Polycystic Ovarian Syndrome
WHAT YOU NEED TO KNOW:
Polycystic ovarian syndrome (PCOS) is a hormone disorder that causes cysts to form on your ovaries. Cysts are bumps that are filled with fluid. The cysts can prevent your ovaries from working correctly.
- Birth control pills: These medicines contain female hormones, and may decrease male hormone levels. Birth control pills may control your periods, prevent cysts, or cause them to shrink. They also help decrease your risk of endometrial cancer and correct abnormal bleeding.
- Hypoglycemic medicines: These help to lower your blood sugar levels and decrease insulin resistance. They are also used to lower male hormone levels and help with ovulation.
- Antiandrogen medicines: These may help decrease male hormone levels, excess hair growth, and thinning scalp hair.
- Steroids: These may help lower the release of male hormones.
- NSAIDs: These medicines decrease swelling and pain. You can buy NSAIDs without a doctor's order. Ask your healthcare provider which medicine is right for you, and how much to take. Take as directed. NSAIDs can cause stomach bleeding or kidney problems if not taken correctly.
- Take your medicine as directed. Contact your healthcare provider if you think your medicine is not helping or if you have side effects. Tell him or her if you are allergic to any medicine. Keep a list of the medicines, vitamins, and herbs you take. Include the amounts, and when and why you take them. Bring the list or the pill bottles to follow-up visits. Carry your medicine list with you in case of an emergency.
Follow up with your healthcare provider or gynecologist as directed:
You may need to return to have more tests. Write down your questions so you remember to ask them during your visits.
Manage your blood sugar and blood pressure:
Your healthcare provider may want you to check your blood sugar levels and blood pressure at home. Keep a record and bring this to your follow-up visits. Blood sugar is measured with a glucose monitor. The monitor tests a small drop of blood. Blood pressure is measured with a cuff that you put on your arm and tighten. Ask for more information on how to measure your blood sugar and blood pressure.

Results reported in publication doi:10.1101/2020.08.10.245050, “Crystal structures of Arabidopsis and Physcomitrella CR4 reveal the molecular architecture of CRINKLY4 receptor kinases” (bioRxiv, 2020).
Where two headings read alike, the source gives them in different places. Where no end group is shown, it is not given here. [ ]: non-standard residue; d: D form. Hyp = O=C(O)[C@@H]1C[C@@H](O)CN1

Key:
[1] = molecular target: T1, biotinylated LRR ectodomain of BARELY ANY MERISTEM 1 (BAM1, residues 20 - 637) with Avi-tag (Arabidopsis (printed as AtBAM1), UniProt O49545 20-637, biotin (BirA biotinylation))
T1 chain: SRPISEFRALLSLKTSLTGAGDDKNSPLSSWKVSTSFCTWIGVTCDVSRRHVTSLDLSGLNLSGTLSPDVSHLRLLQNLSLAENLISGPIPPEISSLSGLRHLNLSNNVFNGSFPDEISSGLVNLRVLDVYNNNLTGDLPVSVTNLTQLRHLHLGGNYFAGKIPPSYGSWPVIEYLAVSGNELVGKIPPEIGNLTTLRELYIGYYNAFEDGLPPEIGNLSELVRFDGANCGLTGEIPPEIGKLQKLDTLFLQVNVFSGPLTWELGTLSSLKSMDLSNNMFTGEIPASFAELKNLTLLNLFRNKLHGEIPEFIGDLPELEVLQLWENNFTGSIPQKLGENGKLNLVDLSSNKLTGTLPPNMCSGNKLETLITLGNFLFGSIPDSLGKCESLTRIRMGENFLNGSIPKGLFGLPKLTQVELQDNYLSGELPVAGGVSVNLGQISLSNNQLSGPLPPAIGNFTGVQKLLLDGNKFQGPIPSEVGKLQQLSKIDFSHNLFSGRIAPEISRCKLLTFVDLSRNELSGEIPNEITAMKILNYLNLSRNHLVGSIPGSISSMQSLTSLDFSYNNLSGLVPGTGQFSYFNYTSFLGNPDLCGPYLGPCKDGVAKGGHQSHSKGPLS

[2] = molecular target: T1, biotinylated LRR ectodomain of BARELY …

- Maintain a healthy weight: Ask your healthcare provider how much you should weigh. Ask him to help you create a weight loss plan if you are overweight. Weight loss may help reduce the complications of PCOS.
- Exercise: Ask your healthcare provider about the best exercise plan for you. Exercise can help decrease blood sugar and blood pressure. It may also help with weight loss.
- Eat a variety of healthy foods: Healthy foods include fruits, vegetables, whole-grain breads, low-fat dairy products, beans, lean meats, and fish. A dietitian may help you plan meals that are lower in carbohydrates to help you manage your blood sugar levels. Too much carbohydrate at one time can raise your blood sugar to a high level.
For more information:
- The American College of Obstetricians and Gynecologists
P.O. Box 70620
Washington , DC 20024-9998
Phone: 1- 202 - 638-5577
Phone: 1- 800 - 673-8444
Web Address: http://www.acog.org
- The Hormone Foundation
8401 Connecticut Ave.
Chevy Chase , MD 20815-5817
Web Address: www.hormone.org
Contact your healthcare provider or gynecologist if:
- You have a fever.
- You feel weak or tired.
- You have pain during sex.
- Your pain is worse or does not go away after you take your pain medicine.
- You have trouble urinating or emptying your bladder completely.
- You have questions or concerns about your condition or care.
Seek care immediately or call 911 if:
- You have a severe headache or feel dizzy.
- You vomit multiple times and cannot keep food or liquids down.
- You have blurred or double vision.
- Your breath has a fruity sweet smell, or you feel short of breath.
- You have severe lower abdominal or pelvic pain.